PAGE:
Strategic Planning and Support

Our Definition of Strategy

A grounded and thoughtful strategic plan can be a powerful instrument for transformation and a roadmap for execution.  However, we know that all too many strategic planning exercises are largely about financial projections that lack the proper logic and grounding.

We believe that strategy needs to be more than an objective or a rallying cry, but instead needs to provide a clear view of how the company will win in its markets and should provide a framework for making decisions between competing priorities that results in outcomes that  are more than the result of a series of marginal decisions. To be effective the rationale behind the strategy needs to be understood by all of the key leaders and managers in the organization.

Strategy: Working Definition

In our work with clients, we usually follow a workshop approach, developing a strategy with you, not for you.  This allows us to move quickly leveraging what you already know, while at the same time making sure that you question existing assumptions, ask the right questions and develop objective perspectives on the key issues. Most importantly, this results in the leadership team fully owning and understanding the logic of the strategy because they were instrumental in its development.

Strategy is not primarily  about defining goals or quantifiable targets – in fact if set too early goals can actually get in the way.  In truth, strategy is about defining a framework that allows your organization to make trade-offs and prioritization decisions in a way that leverages and enhances your strategic advantage, defines how you will win against your competition and so and so results in growing faster than your market and growing the bottom line faster than the topline.

We believe that strategy has to start with an honest look at the momentum of the business.  This means assessing how you got to where you are and separating market and competitor effects from the impact of your own initiatives.  Once we have identified the root causes of past performance, we can develop a point of view of how they will continue into the future. This allows us to create a realistic baseline assuming we do nothing fundamentally different to which we can compare alternative strategic options.

Finding You Strategic Sweet-Spots

With this in place, we lead teams through discovering and articulating strategies that fall in their sweet-spots.  As the exhibit below shows, a sweet-spot is found at the intersection of what the customer should want and what you are uniquely qualified to provide.

Sweet-spots define areas where your company can better serve customer needs, deliver greater customer value and therefore win against your competition. Focusing on sweet-spots and potential sweet-spots helps define the strategic capabilities that should be maintained and developed and customer segments on which we should focus and for whom we should increasingly deliver greater value.

In order to find, articulate and gain confidence in your sweet-spots, we explore both parts of the equation.  We start with understanding customer needs, building on what you know, but often expanding the definition of ‘customer’ to look more broadly at the market and understanding customers’ economics to try and find unmet needs, not just current customer demands. We screen these customer needs against our differentiation grounded in our key capabilities.  In our definition, a capability is the combination of assets, people, processes and technology that enable a company to do something systematically better than their peers in a way that is hard to copy – i.e.: it is a source of competitive advantage. So, when we help assess your strategic assets, we hold them to a high bar for uniqueness, not merely a ‘core competency’ that may be shared by your major competitors.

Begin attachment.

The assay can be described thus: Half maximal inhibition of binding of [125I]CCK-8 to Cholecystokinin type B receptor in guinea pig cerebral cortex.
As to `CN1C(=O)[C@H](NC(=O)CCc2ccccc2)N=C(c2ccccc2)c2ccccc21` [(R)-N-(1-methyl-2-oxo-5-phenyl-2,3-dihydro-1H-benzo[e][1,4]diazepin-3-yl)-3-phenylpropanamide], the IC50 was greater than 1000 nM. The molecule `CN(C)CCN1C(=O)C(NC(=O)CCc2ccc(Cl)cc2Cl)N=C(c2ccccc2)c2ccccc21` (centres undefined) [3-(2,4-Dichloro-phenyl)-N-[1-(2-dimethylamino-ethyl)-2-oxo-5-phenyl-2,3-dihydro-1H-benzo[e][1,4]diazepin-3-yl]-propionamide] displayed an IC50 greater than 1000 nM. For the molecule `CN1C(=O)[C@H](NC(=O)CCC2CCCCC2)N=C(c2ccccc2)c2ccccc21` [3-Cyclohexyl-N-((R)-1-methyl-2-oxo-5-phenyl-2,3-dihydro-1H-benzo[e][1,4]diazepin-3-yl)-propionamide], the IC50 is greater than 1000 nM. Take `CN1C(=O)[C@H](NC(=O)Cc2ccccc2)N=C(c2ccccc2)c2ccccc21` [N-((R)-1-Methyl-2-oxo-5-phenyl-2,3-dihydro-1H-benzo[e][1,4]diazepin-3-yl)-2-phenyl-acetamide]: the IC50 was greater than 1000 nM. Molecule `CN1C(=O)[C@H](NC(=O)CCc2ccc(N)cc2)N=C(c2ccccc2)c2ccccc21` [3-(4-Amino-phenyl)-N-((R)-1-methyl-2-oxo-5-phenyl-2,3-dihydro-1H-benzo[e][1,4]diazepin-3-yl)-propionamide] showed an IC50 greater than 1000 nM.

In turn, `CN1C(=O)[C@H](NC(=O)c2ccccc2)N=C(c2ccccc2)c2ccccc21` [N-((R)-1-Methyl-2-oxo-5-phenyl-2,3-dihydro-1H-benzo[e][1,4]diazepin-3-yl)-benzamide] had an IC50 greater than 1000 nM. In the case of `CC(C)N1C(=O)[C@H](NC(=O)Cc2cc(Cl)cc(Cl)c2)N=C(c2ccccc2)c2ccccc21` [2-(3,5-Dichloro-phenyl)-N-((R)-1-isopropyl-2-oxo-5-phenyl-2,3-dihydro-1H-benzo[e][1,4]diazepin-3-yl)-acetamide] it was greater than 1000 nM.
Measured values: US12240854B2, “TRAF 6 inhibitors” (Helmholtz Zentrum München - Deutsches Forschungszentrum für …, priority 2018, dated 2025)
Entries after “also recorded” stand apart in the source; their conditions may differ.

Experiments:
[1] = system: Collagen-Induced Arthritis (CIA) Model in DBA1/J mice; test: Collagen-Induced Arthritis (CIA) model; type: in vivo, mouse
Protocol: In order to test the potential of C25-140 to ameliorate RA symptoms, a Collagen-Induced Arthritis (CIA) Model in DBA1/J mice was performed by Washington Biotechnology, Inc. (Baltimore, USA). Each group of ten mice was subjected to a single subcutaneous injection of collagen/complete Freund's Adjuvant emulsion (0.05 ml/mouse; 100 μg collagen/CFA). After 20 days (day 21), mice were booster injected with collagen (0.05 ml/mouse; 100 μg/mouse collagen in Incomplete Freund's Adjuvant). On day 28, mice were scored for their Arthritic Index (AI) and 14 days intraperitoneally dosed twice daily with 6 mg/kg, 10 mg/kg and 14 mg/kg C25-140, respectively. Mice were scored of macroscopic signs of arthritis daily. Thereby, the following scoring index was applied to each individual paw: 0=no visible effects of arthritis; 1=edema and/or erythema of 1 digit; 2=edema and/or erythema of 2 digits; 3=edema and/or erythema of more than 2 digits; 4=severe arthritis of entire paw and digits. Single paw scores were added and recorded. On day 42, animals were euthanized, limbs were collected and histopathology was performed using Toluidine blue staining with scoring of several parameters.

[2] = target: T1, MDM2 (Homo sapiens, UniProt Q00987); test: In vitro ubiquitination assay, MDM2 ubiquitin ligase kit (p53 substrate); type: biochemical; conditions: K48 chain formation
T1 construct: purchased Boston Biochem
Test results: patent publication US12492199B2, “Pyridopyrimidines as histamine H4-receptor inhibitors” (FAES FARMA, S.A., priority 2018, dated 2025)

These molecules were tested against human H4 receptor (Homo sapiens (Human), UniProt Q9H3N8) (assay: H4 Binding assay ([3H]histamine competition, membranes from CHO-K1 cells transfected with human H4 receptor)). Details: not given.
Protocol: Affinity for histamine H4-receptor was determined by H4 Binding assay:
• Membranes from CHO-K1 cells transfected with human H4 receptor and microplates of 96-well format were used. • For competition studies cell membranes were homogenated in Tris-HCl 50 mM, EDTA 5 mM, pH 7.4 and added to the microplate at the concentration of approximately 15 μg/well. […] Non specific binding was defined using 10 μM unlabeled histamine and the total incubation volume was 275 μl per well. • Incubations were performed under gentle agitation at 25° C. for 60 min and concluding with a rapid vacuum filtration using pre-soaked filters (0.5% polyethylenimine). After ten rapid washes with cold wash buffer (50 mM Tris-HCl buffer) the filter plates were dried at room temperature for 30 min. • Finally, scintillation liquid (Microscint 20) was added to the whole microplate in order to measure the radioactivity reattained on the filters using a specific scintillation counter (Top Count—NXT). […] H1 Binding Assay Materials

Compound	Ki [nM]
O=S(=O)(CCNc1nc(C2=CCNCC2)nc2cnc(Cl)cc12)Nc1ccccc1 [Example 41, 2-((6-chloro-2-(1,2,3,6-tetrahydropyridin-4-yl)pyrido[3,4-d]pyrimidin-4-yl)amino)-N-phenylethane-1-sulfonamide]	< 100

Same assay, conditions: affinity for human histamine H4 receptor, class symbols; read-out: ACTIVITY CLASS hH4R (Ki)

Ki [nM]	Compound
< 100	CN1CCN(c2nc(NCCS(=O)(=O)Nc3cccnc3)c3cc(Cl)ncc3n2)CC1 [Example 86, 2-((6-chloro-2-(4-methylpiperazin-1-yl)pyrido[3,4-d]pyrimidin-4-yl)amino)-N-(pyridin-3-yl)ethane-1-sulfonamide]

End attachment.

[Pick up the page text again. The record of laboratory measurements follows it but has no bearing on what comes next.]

Approaching strategy this way, we may also uncover potential sweet-spots: an unmet need that we cannot meet today, but that is not being met by others either.  If we can focus and be the first to develop the required capabilities, especially if we can make them defensible, then this also qualifies as a sweet-spot.  This logic allows us to define and prioritize capability gaps that must be addressed in order for the strategy to succeed.

From Strategy to Execution

Strategy is essentially the ‘connective tissue’ – the logic, of why some initiatives are funded and others are scrapped.  For the strategy to be relevant and effective it has to actually change what the organization does. Which means that ultimately, you still need action plans and timelines implement the required changes; but how do you know if these plans are ‘strategic’? The key is ‘coherence’ – why this set of initiatives as opposed to all the other things we could have done with the smart people in our organization?

We work with your leadership team to translate the strategy into a clear set of actions that explicitly define what will be different. In our experience it is also important to define what the organization will stop doing in the future as it is to define the organization will do in the future.

Our framework for sorting through potential strategic initiatives is to sort them into five buckets as shown in the exhibit below:

With our support, clients can get relatively quickly to an actionable strategy that is easy to communicate and crystal clear in how it reprioritizes actions.  The result is organizational alignment, focus and a dramatic reduction in management distractions – what some describe as chasing every shiny object.